Each system has its own setup of button and screen(s), depending on the games. Some of the systems have two buttons that move Mr. Game & Watch forward and back in one screen, some of them  have four buttons move the fella diagonally in a screen. Some of them even have a d-pad and two screens like Nintendo DS! Each of them also has two additional buttons which each determine the game mode of the game, which is Game A and Game B. Game B is usually the harder version of Game A, with the objects in the game move faster. Each game screen has an LCD screen with the colored background. The sprites switch on and off similar to give off a pattern like a LCD clock to make it appear that the player is moving along the space. Check out of the video to get a look at the live play of Octopus.

Ball - first game made for the Game & Watch series

Ball – first game made for the Game & Watch series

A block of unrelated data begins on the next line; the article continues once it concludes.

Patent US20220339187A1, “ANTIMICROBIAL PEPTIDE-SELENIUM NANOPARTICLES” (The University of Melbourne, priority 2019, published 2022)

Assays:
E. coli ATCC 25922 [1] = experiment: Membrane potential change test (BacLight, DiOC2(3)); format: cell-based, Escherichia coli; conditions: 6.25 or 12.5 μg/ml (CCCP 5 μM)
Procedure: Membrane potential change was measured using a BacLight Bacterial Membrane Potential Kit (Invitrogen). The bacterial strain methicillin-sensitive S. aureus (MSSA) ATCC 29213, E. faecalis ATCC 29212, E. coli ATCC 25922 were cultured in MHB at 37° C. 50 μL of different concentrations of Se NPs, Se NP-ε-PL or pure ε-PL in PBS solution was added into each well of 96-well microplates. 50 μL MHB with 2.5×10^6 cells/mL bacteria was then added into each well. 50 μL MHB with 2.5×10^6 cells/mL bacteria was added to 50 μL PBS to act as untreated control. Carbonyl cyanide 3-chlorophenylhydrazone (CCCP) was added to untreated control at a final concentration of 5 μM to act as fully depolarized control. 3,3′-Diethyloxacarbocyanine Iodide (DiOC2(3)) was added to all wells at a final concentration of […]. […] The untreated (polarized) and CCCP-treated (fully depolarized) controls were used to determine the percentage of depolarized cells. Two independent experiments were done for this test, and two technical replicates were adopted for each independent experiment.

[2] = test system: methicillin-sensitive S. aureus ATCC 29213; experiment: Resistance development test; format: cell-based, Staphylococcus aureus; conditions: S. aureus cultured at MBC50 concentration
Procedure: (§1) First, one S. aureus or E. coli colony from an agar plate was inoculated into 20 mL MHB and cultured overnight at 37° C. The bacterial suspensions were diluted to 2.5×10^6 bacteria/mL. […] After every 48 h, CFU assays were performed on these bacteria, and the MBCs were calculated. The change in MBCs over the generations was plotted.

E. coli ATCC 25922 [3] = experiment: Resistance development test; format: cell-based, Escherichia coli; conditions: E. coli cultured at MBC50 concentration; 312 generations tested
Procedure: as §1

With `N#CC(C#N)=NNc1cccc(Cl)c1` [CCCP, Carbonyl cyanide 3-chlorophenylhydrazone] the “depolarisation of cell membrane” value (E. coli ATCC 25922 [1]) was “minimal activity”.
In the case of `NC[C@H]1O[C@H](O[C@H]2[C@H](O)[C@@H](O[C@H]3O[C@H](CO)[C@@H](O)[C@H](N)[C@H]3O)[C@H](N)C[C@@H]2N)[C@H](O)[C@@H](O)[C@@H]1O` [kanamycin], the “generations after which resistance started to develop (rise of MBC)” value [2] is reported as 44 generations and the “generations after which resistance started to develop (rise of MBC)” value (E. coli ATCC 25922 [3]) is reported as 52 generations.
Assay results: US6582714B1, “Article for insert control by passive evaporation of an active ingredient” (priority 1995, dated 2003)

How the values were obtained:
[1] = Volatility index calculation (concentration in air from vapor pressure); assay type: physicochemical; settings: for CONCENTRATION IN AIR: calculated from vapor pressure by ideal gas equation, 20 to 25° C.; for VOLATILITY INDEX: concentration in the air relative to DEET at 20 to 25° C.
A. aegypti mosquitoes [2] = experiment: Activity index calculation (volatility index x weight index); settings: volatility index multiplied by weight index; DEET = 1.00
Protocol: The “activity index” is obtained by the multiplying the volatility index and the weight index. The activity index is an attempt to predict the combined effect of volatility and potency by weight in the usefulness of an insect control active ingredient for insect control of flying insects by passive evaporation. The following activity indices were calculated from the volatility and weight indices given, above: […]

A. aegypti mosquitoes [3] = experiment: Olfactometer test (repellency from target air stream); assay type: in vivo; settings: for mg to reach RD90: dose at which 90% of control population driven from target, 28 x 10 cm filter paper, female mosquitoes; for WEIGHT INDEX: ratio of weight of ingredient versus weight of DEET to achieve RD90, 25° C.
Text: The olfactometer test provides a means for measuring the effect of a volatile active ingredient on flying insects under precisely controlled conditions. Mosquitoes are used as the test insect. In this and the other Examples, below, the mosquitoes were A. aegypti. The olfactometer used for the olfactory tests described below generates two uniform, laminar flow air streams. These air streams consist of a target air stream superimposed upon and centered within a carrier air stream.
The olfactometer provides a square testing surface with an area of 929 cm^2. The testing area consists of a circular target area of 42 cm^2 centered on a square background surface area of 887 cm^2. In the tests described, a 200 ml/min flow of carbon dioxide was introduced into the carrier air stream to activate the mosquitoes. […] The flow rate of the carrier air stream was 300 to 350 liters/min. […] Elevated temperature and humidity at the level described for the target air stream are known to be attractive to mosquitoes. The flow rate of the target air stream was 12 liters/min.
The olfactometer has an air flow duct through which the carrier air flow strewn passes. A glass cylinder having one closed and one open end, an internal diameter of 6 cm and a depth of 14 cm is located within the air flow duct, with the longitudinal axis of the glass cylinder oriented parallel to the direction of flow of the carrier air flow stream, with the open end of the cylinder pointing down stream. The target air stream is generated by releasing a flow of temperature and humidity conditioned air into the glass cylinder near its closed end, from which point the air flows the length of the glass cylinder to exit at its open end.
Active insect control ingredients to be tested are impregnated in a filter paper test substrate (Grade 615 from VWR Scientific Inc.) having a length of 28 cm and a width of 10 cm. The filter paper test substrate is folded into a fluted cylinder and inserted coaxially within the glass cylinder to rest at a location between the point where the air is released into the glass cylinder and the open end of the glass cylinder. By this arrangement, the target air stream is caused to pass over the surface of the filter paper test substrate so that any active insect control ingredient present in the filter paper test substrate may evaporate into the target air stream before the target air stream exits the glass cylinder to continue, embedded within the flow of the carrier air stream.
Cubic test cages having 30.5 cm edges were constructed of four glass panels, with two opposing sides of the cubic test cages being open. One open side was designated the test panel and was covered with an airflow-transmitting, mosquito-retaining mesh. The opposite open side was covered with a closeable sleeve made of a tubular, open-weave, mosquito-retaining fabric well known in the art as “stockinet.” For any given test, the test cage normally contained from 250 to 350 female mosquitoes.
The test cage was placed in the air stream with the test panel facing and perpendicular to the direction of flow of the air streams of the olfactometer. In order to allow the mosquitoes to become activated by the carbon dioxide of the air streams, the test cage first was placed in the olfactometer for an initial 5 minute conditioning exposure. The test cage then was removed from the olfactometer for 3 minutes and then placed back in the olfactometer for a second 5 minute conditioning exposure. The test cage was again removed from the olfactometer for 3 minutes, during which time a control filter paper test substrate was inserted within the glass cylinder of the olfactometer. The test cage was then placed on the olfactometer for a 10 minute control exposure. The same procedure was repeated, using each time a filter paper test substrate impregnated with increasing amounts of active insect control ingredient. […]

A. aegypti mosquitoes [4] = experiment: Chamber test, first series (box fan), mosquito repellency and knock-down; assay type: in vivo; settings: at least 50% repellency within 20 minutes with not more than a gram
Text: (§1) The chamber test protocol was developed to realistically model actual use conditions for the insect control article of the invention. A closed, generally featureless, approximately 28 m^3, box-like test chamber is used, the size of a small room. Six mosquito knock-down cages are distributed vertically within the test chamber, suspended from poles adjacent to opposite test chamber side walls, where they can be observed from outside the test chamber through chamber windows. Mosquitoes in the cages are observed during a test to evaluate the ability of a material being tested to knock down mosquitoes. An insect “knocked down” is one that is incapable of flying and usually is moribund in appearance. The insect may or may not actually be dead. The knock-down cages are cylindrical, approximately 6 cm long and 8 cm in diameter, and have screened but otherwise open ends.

For the entire duration that Game & Watch dominated the market, Nintendo created approximately 60 different Game & Watch games that spanned through the entire 80’s decade with the final entry being released in 1991. The very first game created was called Ball which was released in 1980. The objective of the game is to control the arms of the juggler and not drop a single ball on the ground. For each time that a ball lands in your hand, you score a point. If a ball misses your hand, you lose a chance. If you lose all three, then its game over. That similar formula of objective, scoring points, and losing chances is maintained throughout many different entries of the Game & Watch series. Many different ideas made it to the Game & Watch series. Some of the more popular games from the series include Octopus (the inspiration for our Candy & Watch Saga), Fire, and Oil Panic. Other games featured different characters from Nintendo back in the 80s including Mario & Donkey Kong. There are also other Game & Watch games that featured characters outside the Nintendo franchise such as Mickey Mouse, Popeye, and even Snoopy. The variety that Nintendo allowed in Game & Watch games managed to reach out to a huge variety of audiences making Game & Watch their first successful gaming series. If you are wondering about the current listing of all of the Game & Watch games, you can take a peek at this link here.